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ERIC Number: ED580022
Record Type: Non-Journal
Publication Date: 2013-Jun
Pages: 38
Abstractor: ERIC
The Hidden STEM Economy
Rothwell, Jonathan
Brookings Institution
Workers in STEM (science, technology, engineering, and math) fields play a direct role in driving economic growth. Yet, because of how the STEM economy has been defined, policymakers have mainly focused on supporting workers with at least a bachelor's (BA) degree, overlooking a strong potential workforce of those with less than a BA. This report presents a new and more rigorous way to define STEM occupations, and in doing so presents a new portrait of the STEM economy. Of the $4.3 billion spent annually by the federal government on STEM education and training, only one-fifth goes towards supporting sub-bachelor's level training, while twice as much supports bachelor's or higher level-STEM careers. The vast majority of National Science Foundation spending ignores community colleges. In fact, STEM knowledge offers attractive wage and job opportunities to many workers with a post-secondary certificate or associate's degree. Policy makers and leaders can do more to foster a broader absorption of STEM knowledge to the U.S workforce and its regional economies. [This report is authored by the Brookings Institution's Metropolitan Policy Program.]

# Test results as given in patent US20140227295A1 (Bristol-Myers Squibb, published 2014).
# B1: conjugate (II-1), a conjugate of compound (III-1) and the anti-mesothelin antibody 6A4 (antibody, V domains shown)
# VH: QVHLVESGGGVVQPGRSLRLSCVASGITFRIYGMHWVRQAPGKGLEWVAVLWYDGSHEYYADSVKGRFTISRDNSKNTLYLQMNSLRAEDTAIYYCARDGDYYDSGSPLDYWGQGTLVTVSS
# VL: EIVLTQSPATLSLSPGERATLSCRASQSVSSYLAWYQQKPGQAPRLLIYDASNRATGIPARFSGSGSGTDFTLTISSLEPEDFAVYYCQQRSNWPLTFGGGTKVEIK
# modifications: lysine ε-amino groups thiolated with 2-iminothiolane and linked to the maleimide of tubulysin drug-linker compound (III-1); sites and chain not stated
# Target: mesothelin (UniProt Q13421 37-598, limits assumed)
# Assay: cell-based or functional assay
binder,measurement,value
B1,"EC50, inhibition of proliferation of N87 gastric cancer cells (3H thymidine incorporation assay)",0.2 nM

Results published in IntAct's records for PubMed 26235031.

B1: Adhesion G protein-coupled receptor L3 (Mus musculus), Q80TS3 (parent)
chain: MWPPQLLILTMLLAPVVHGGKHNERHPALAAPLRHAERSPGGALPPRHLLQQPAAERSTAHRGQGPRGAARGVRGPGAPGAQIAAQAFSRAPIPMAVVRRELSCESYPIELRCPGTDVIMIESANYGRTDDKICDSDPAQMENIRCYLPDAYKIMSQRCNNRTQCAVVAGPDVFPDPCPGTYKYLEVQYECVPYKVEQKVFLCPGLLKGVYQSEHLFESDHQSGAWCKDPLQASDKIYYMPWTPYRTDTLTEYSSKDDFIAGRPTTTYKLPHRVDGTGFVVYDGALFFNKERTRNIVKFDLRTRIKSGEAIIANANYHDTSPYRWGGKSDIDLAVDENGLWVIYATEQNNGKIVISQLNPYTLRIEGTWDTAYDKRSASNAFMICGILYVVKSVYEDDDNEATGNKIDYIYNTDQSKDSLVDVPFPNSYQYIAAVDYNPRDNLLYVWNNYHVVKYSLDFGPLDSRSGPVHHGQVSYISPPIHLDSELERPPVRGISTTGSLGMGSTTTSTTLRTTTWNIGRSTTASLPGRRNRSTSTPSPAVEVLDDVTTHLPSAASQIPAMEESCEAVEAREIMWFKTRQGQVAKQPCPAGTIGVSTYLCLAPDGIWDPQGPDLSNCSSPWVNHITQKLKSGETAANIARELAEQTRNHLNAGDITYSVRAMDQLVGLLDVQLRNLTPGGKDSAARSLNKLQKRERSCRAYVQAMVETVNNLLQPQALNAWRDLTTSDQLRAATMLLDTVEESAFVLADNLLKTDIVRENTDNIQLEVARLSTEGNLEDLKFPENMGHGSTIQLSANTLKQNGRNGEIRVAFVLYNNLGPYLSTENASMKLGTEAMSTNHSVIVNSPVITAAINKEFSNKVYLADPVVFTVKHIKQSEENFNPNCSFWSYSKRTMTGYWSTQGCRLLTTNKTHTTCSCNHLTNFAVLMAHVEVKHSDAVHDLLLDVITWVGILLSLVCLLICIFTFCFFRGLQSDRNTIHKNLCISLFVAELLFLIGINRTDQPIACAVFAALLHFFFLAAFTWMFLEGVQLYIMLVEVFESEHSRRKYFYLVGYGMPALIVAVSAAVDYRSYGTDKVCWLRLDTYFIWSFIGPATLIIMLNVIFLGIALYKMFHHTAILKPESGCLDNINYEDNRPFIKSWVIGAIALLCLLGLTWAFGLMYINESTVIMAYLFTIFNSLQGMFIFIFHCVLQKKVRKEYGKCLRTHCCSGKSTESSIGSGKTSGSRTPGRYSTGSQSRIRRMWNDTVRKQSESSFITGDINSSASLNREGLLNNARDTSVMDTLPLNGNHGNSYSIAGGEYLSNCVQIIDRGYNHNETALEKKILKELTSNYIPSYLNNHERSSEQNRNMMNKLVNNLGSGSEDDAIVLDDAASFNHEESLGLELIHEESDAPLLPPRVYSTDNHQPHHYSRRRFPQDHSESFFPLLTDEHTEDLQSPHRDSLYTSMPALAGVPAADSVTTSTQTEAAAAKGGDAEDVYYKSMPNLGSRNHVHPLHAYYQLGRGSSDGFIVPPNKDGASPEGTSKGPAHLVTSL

Brookings Institution. 1775 Massachusetts Avenue NW, Washington, DC 20036. Tel: 202-797-6000; Fax: 202-797-6004; e-mail:; Web site:
Publication Type: Reports - Research
Education Level: Higher Education
Audience: N/A
Language: English
Sponsor: Alcoa Foundation; Annie E. Casey Foundation; Ford Foundation; Microsoft Corporation; John D. and Catherine T. MacArthur Foundation; Heinz Endowments; George Gund Foundation; Surdna Foundation
Authoring Institution: Brookings Institution
IES Cited: ED577564